Did you hear the news? List magazine has listed Savannah on its top 10 list of cities most likely to be listed on a list.
I'm kidding, of course, but Savannah does wind up on a lot of lists these days. It can be confusing. For instance, Thrillist ranked Savannah seventh on its list of "America's Most Hipster Cities." Meanwhile our city is No. 13 on Travel + Leisure's list of "America's Best Cities for Hipsters."
Well, get ready for more lists. Savannah was recently ranked No. 4 on the top 10 list of rainiest cities where bicycle commuters "brave the elements." How is such a thing determined? By combining data from the U.S. Census Bureau's American Community Survey with annual average precipitation totals.
This list is contained within "Where We Ride: Analysis of Bicycling in American Cities," a report published Nov. 18 by the League of American Bicyclists.
Using census data, it tracks bicycle commuting trends throughout the nation. It places Savannah at No. 12 on its "Top 20 Bike Cities" in the South and No. 31 on its nationwide "Top Commute Share" list among cities with populations of 100,000-200,000.
The percentage of commuters who get to work by bike in Savannah is 1.3 percent, according to ACS data. That may not seem high, but consider that it is more than double the national average. Atlanta's, by comparison, is at .6 percent. Davis, CA, tops the nationwide list with 19.1 percent of its citizens traveling to work by bike.
And these numbers are conservative. The report's authors point out the ACS "does not count commuters as bicyclists if they rode only part of the week, or rode their bicycle to transit and the transit portion was longer, etc." Locally, the census data almost certainly undercounts college students who ride bikes to class or part-time jobs.
Savannah Bicycle Campaign board member Ben Allen is probably typical of many Savannah bicycle commuters. He's a creative professional who rides from his home in the Parkside neighborhood to his office near Forsyth Park. His reasons for commuting clearly frame the benefits of going by bike.
"I ride my bike to work for exercise, increased energy, fun, relaxation and because I don't have to think about parking once I arrive," he says. "Saving gas money is a bonus."
Stephen and Kelly Dmetruk are bicycle commuters and self-described "desk jockeys at an office on Chatham Parkway." That's right, Chatham Parkway. Not exactly a bicycle-friendly area.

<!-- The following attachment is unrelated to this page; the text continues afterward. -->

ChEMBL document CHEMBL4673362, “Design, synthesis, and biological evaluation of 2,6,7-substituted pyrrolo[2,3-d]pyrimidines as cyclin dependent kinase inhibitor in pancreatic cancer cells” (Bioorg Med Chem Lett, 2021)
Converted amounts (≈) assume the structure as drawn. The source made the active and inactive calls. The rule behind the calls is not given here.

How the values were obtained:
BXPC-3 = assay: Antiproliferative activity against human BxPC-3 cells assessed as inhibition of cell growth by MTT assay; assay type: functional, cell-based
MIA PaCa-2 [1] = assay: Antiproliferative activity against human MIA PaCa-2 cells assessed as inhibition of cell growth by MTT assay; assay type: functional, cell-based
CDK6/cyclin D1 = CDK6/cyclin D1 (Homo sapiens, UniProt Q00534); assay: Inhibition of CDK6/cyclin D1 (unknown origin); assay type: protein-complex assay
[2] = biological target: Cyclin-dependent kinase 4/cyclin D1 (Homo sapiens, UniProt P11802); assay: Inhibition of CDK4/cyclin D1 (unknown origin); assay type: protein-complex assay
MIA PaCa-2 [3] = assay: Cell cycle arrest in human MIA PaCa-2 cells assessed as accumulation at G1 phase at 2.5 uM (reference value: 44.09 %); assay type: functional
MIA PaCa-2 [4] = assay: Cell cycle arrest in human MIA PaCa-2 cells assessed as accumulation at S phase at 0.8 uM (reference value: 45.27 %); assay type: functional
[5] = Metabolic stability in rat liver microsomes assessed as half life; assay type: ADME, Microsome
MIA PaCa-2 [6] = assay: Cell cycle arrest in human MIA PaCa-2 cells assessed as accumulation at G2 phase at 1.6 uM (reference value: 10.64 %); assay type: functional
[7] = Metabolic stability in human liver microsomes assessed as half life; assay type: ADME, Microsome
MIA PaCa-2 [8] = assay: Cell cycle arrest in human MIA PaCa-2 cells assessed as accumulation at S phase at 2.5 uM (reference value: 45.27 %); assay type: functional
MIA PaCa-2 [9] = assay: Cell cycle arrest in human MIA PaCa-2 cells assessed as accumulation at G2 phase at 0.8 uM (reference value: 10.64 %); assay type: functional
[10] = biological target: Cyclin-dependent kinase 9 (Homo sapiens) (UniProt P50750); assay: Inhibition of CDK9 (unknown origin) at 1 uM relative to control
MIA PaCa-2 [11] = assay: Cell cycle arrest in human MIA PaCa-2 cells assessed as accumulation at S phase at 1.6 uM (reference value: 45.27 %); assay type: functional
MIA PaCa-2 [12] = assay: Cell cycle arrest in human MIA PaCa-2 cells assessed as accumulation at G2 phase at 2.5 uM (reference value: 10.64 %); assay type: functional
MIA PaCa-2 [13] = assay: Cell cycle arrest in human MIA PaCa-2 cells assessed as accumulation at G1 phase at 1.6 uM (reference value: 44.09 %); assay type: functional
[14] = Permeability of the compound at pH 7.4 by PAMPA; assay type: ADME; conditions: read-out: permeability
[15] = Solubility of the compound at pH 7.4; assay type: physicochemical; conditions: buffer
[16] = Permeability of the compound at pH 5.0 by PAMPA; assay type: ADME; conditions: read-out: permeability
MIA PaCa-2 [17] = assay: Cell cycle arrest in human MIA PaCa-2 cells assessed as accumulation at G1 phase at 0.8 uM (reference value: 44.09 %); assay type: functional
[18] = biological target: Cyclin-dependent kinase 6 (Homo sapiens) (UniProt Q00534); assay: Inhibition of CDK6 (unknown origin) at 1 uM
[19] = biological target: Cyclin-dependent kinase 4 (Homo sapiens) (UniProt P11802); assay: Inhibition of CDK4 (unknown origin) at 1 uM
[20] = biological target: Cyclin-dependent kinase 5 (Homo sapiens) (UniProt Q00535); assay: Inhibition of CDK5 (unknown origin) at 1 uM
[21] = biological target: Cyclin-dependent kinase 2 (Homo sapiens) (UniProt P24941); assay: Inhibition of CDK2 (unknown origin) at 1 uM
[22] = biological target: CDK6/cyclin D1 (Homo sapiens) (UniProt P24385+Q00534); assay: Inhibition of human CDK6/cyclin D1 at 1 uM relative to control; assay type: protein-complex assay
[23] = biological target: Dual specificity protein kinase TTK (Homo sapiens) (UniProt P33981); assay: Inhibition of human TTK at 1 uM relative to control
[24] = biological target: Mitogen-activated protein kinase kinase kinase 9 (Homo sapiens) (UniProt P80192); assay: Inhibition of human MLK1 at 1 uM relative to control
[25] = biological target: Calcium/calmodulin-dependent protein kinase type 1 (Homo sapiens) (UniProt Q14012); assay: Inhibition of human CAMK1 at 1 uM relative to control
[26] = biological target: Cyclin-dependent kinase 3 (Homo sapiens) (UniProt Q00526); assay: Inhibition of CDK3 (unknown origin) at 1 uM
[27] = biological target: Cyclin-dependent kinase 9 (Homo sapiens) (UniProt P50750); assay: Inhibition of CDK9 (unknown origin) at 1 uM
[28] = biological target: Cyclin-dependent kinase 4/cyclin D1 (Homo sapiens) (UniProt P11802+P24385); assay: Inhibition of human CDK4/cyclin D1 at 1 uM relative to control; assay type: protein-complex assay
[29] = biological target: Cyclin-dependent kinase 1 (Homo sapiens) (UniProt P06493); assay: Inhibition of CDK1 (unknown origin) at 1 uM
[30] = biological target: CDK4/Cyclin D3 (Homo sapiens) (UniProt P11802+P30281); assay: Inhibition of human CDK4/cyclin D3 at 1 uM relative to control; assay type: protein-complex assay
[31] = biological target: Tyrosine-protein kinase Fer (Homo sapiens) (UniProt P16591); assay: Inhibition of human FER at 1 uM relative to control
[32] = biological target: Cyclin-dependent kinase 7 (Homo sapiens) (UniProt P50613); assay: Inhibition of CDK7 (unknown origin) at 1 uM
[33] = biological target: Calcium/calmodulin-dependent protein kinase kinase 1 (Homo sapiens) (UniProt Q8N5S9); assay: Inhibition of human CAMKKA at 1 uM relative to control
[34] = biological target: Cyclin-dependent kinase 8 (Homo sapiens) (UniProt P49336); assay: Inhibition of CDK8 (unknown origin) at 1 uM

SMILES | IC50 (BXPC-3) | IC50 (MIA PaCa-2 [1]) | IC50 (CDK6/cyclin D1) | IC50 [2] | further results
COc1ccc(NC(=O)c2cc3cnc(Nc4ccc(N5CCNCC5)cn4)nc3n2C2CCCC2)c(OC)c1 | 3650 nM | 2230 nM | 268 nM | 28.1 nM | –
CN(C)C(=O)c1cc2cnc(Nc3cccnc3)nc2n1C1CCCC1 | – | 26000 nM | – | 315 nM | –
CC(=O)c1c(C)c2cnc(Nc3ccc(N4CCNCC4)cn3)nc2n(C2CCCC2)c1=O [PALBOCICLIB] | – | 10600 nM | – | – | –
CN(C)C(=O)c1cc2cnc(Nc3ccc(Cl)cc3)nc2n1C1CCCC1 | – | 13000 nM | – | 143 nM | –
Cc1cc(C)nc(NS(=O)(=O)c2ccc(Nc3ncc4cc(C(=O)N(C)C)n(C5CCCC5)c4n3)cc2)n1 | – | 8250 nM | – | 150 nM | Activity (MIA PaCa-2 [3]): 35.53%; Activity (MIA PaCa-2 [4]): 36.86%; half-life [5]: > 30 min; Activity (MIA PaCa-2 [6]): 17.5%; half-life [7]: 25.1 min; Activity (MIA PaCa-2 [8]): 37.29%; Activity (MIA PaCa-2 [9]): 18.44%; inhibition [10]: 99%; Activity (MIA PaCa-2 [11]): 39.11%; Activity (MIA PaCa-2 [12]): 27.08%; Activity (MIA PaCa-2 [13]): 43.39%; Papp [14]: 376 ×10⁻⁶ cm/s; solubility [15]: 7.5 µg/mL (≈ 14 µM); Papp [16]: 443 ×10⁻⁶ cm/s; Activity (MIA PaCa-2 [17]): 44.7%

They ride from their home near the Habersham Village Shopping Center, using a route and timing designed to avoid peak periods of automobile and tractor trailer traffic. They also wear reflective vests and use "extremely bright" head and tail lights on their 16-mile round trip.
The Dmetruk's commute, despite its epic length, is of a type that is not captured in ACS data because they do not ride every workday, further underscoring the underreporting of bicycle commuting.
Their motivation is similar to Allen's.
"I had a bike and I wanted to ride it more, but was often pretty tired after I got home from work and didn't want to do anything," Stephen says. "Biking to and from work has been a great way of getting to go on bike rides on weekdays."
Kelly agrees. "I like commuting by bike because I love being outdoors, especially after being cooped up inside all day at work," she says. "I am increasingly lazy about exercising just for the sake of exercising, so biking to work is the perfect way for me to be active and get some fresh air."
There are downsides to bicycle commuting, according to Allen, but they aren't necessarily bicycle-specific.
"The major obstacles I face on my bike are the same ones I face when I drive my car: Motorists speeding past stop signs and lurching to a semi-stop in intersections, and motorists distracted by their phones," he says.
Along with their efforts to be as visible as possible, the Dmetruks take additional steps to reduce risk.
"We are pretty cautious about biking on Chatham Parkway, especially where it crosses Ogeechee Road, as there have been a lot of car/bicycle accidents there and even a few fatalities," they explain.
The Dmetruks are likely atypical of bicycle commuters usually seen at that intersection in that they ride by choice, not by necessity. Those who depend on their bicycles as their main mode of transportation are often the most vulnerable users of our streets. Let's hope the safety in numbers effect engendered by a rise in elective bicycle commuting benefits those who have no choice but to ride.
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